For example, the Arizona income tax hike on the wealthy was directly tied to money for K-12 education. The new system will create an 8% top rate on income over $250,000. The current rate is 4.5%.

The Illinois proposal would have replaced the flat 4.95% income tax with a series of higher steps up to a top rate of 7.99% on individuals earning over $750,000. But the measure didn’t say how the revenue would be used.

“Illinois is already a high tax state where there are long-standing concerns about tax outmigration,” Walczak said. “Arizona is a growing state. And voters have signaled that they want more and better teachers. It’s easier to say, ‘more money for teachers’ than ‘there is a need for more money in Illinois.’”

But Meg Wiehe, deputy executive director of the progressive Institute on Taxation and Economic Policy, said that is an oversimplification. She said wild speculation in opposition ads about what Illinois might do with the extra money, as well as ads that used the “nose under the tent” metaphor to imply that the income tax hike on the rich was a precursor to other taxes on the middle class, fomented fear and votes against the proposal.

“[The ads were] claiming that if the fair tax got enacted, retirement income would be the next thing to be taxed, which wasn’t really the case,” she said. “The consequence of Illinois is that it will be quite a long time before the state will be able to take up another initiative to fix the unfairness of the flat tax. The state is now going to face drastic budget cuts or tax increases that are going to impact everyone and not just the wealthy in the state.”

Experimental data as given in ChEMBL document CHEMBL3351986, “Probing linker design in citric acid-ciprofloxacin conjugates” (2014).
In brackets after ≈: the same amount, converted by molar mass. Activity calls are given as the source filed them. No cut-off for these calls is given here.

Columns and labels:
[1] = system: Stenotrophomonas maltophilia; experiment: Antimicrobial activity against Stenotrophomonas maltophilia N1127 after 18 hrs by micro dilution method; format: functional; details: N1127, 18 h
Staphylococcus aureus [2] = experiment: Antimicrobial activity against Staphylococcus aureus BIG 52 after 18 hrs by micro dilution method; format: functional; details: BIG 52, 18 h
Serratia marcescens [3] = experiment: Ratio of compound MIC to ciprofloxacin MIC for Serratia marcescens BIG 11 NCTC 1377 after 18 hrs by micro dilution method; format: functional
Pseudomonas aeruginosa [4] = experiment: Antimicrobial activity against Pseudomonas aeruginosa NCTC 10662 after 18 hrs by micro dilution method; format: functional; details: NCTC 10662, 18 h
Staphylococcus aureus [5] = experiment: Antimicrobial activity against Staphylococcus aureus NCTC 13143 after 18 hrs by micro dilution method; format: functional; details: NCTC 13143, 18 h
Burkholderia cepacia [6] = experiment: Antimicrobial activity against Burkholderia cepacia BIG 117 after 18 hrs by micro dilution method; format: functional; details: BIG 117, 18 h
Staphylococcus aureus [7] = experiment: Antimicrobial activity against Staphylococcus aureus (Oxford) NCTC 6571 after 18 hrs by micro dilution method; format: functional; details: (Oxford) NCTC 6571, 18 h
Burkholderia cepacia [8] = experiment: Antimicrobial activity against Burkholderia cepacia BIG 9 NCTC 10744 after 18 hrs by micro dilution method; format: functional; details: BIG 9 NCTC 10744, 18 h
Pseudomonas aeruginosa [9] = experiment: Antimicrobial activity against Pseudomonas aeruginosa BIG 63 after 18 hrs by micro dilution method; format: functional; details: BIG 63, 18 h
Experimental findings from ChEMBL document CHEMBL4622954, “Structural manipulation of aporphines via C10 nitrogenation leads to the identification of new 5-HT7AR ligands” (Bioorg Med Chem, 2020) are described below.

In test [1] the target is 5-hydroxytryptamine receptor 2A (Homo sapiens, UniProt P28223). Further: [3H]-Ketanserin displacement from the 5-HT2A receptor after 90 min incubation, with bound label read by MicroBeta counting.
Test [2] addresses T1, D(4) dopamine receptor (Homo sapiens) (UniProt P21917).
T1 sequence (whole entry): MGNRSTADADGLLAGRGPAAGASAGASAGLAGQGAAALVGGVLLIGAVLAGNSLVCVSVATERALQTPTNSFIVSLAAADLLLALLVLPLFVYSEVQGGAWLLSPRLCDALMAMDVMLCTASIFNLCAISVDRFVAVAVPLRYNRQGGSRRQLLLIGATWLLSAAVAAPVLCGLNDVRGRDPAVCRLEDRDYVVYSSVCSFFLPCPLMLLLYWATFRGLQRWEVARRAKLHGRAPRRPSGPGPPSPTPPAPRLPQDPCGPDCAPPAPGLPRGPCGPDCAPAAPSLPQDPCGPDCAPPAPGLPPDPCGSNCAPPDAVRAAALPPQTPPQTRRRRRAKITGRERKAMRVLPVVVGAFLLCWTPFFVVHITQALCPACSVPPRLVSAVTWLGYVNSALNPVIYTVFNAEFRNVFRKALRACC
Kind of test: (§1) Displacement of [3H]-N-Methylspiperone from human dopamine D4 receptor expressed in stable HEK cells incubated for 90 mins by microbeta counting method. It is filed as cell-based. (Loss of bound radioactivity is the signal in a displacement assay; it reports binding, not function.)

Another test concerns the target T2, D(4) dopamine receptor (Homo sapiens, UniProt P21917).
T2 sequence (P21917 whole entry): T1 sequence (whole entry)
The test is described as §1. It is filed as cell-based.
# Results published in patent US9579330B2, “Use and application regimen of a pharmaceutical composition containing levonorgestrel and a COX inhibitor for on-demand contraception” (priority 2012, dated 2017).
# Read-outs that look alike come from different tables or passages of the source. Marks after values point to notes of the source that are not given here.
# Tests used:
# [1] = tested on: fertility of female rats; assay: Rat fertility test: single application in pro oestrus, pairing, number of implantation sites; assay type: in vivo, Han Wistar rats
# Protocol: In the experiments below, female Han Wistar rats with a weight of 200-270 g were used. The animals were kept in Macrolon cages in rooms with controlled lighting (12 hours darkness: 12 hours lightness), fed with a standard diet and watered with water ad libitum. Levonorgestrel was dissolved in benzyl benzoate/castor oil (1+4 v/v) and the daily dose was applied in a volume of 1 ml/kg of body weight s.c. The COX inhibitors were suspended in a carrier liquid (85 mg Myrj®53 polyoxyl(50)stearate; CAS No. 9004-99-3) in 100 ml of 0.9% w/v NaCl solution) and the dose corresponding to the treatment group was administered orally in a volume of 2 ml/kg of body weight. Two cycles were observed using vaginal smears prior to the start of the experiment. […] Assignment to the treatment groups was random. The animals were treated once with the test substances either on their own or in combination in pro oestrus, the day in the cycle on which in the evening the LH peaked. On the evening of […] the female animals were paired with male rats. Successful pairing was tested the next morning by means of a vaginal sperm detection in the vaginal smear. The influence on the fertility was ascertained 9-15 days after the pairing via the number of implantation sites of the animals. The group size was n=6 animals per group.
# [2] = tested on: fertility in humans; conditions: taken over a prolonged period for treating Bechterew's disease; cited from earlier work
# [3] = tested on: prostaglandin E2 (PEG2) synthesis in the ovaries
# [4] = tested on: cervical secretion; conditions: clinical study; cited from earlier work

In Arizona, by contrast, proponents of the higher taxes on the wealthy did a better job of making the case and connecting the dots on how to get the state back to pre-pandemic levels of education funding, she said.

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“The nature of work is changing.”

In Illinois, Pritzker poured his Hyatt Hotels fortune into supporting the failed effort, but hedge fund billionaire Kenneth Griffin nearly matched him by spending $53.8 million to defeat it.

Lucy Dadayan, senior research associate at the Tax Policy Center, a joint project of the Urban Institute and the left-leaning Brookings Institution, also suggested that the wording of the referendums affected how they fared. “I think if Illinois had worded the proposal more precisely,” she said in an email, “it would have had a better shot of approval.”

Illinois’ ballot measure said that a “yes” vote “gives the State the ability to impose higher tax rates on those with higher income levels and lower income tax rates on those with middle or lower income levels.”

Arizona’s said the revenue would be distributed to “teacher and classroom support staff salaries, teacher mentoring and retention programs, career and technical education programs, and the Arizona Teachers Academy.”

Another factor was whether voters have trust in government, which is particularly hard to come by in Illinois, according to Chris Mooney, professor of political science at the University of Illinois Chicago.

“Americans hate taxes and don’t like government,” he said in a phone interview. “And people don’t like state government in Illinois,” he added, noting that four of the state’s past seven governors have gone to prison, though there are no allegations against the current governor.

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State Action on Coronavirus

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State Action on Coronavirus

Local and state public health officials wield extraordinary powers in emergency situations such as the current coronavirus outbreak. They can close schools and private businesses. They can restrict or shut down mass transit systems. They can cancel concerts, sporting events and political rallies. They can call up the National Guard. They can suspend medical licensing laws and protect doctors from liability claims. And they can quarantine or isolate people who might infect others.